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Preparation for Surgery for Neurocysticercosis in Children

This page was last updated on April 8th, 2024

Indications for Procedure

  • Emergent surgical procedures: Surgery may be required in a considerable number of adult patients but rarely in children with NCC because medication does not prevent complications such as hydrocephalus or the pseudotumoral or encephalitic forms of NCC. Imminent threat of intracranial herniation is rare (1).
  • Hydrocephalus: The most frequent cause of intracranial hypertension in NCC. It may be related to mechanical obstruction of the CSF pathways resulting from cysts themselves, inflammatory reaction (ependymitis or arachnoiditis), or both (4,5,33,34).
  • CSF diversion: Ventriculoperitoneal shunt placement or other procedures such as placement of an external ventricular drain may be indicated if any emergent condition related to hydrocephalus is present.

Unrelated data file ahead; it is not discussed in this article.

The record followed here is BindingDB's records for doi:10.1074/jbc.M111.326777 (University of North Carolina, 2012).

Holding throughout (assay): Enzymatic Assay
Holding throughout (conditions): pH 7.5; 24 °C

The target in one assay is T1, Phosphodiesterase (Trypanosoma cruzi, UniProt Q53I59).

Preoperative Orders

  • Prophylactic Antibiotics: according to the institution’s protocol.
  • Steroids: 0.15 mg/kg of dexamethasone is effective to reduce the incidence of postoperative nausea, vomiting, and pain intensity after surgery (56).
  • Diuretics: May be considered in case of hydrocephalus (acetazolamide).

Devices to Be Implanted

  • Routine CSF drainage devices:  Shunt systems or external ventricular drain kits

Ancillary/Specialized Equipment

  • Operative Microscope: Magnification should be used, especially when separating the cyst from the normal surrounding parenchyma. The surgeon must identify the limits of the cyst and preserve normal tissue.
  • Endoscope: Neuroendoscopic assistance may be required, especially for ventricular or cisternal cysts
  • Neuronavigation system: May be required to access deeply placed cysts.
  • Intraoperative imaging (ultrasound, CAT, MRI): Intraoperative imaging is useful for small or deeply placed cysts. Ultrasound may be preferable for cysts closer to the brain surface.